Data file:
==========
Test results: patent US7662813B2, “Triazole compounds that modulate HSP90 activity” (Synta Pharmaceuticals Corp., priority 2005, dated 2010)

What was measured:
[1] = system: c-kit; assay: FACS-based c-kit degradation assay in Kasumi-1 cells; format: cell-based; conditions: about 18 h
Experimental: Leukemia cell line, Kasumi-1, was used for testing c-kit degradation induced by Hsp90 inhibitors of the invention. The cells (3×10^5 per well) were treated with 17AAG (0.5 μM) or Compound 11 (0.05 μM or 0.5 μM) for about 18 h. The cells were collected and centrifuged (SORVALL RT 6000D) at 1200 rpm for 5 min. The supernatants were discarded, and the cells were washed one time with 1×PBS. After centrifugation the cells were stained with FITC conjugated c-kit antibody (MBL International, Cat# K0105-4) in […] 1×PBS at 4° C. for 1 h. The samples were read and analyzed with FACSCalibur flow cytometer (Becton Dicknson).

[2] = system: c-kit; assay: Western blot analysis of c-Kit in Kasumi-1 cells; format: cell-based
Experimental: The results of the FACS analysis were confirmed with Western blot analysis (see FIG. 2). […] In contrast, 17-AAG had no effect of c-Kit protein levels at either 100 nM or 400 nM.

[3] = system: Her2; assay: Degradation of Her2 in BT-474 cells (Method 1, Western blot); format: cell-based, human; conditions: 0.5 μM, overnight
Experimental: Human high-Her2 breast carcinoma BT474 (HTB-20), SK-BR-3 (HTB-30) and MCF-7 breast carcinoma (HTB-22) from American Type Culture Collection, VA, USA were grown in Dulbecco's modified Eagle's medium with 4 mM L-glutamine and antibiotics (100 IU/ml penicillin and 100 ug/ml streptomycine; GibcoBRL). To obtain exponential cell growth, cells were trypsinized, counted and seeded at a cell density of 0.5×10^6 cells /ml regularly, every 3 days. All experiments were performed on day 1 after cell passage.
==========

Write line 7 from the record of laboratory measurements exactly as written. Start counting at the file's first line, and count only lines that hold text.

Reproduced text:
[3] = system: Her2; assay: Degradation of Her2 in BT-474 cells (Method 1, Western blot); format: cell-based, human; conditions: 0.5 μM, overnight